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Obsessed with our clothing, almost nobody recollects why we began to wear it in the first place.

Clothed in Meaning

Adapted from Parasha U’Likcha by Rabbi Moshe Grylak

Translated and Adapted by Braha Bender

 

It’s summertime in Israel now and, boy, is it hot. Have you ever noticed that human beings are the only creature in nature that cloth themselves no matter what the weather? Why do human beings wear clothing? Where did this strange concept come from in the first place?

The first place clothing is mentioned in the Torah is in the very beginning of time, when humanity still revelled in the pleasures of the Garden of Eden.

The moment paradise was lost was the moment human free choice was misappropriated for evil. Loyalty, wisdom, patience, and other values without number were all mowed down in a tidal wave of desire for immediate gratification. The world was new and the love between the Almighty and His beloved Creations was marred by nothing, yet Adam and Chava (Eve) spit in the face of their Creator. It is against this background that we encounter clothing for the first time.

Prior to the sin, Adam and his wife had no need for clothing at all. The midrash tells us that originally human skin had been made of light, meaning that every aspect of their beings had been suffused with clarity and holiness. No one aspect of their bodies or personalities vied with another for gluttonous attention. All parts of what made up a human being had been integrated in perfect concert to serve the Divine.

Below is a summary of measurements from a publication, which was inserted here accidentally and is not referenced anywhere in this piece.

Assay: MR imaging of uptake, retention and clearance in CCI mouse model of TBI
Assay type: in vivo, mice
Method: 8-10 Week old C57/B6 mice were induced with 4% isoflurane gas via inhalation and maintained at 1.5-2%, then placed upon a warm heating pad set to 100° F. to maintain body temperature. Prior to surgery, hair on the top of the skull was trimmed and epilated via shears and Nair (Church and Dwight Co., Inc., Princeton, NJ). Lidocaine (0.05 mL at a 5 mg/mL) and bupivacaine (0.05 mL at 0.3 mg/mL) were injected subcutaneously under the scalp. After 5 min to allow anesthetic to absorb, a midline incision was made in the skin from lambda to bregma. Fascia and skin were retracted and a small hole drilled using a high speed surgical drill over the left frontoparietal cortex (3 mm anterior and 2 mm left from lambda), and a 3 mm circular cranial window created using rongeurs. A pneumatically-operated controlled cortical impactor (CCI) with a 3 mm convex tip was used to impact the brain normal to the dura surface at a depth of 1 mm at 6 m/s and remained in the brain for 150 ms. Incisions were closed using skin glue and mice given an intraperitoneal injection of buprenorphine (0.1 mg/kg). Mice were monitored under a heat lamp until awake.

Before the sin, humankind was not internally moved by the power of evil and destruction. The drives towards these things faced them externally in the form of a snake tempting them to engage in shameful behaviour, but these drives did not speak from within as they do today.

Upon eating from the Tree of the Knowledge of Good and Evil everything changed. A taste for the destructive was insinuated into the inner self of man. The balance of power between good and evil, moral and immoral, truth and falsehood was irrevocably altered. The pure spontaneity that had characterized humanity, a humanity free to live in harmony and joy with the entirety of creation, was lost.

Poison had seeped in to the beautiful life Adam and Chava had known. Murky entanglements were to tie human beings in knots along labyrinthine pathways riddled with bitter confusions for the rest of human history. Clarity would be available, but not without a struggle. Many would fall by the wayside. Failures and casualties would be steep. The Garden was ruined. Nothing would ever be the same.   

As the consequences of their choice to behave destructively swept through Adam and Chava’s consciousness, the two original human beings experienced an emotion they had never felt before: shame. Profound regret spiked with a stunned revilement that such actions could have taken place at their hands swirled around them.